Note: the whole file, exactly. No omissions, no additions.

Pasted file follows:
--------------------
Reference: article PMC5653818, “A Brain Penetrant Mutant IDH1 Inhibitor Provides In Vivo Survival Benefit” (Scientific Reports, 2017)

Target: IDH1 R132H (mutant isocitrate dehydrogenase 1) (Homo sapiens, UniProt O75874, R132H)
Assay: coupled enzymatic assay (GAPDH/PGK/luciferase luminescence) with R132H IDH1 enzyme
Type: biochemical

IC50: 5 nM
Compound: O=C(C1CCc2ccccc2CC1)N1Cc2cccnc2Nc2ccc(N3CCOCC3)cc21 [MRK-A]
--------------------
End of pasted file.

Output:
Reference: article PMC5653818, “A Brain Penetrant Mutant IDH1 Inhibitor Provides In Vivo Survival Benefit” (Scientific Reports, 2017)

Target: IDH1 R132H (mutant isocitrate dehydrogenase 1) (Homo sapiens, UniProt O75874, R132H)
Assay: coupled enzymatic assay (GAPDH/PGK/luciferase luminescence) with R132H IDH1 enzyme
Type: biochemical

IC50: 5 nM
Compound: O=C(C1CCc2ccccc2CC1)N1Cc2cccnc2Nc2ccc(N3CCOCC3)cc21 [MRK-A]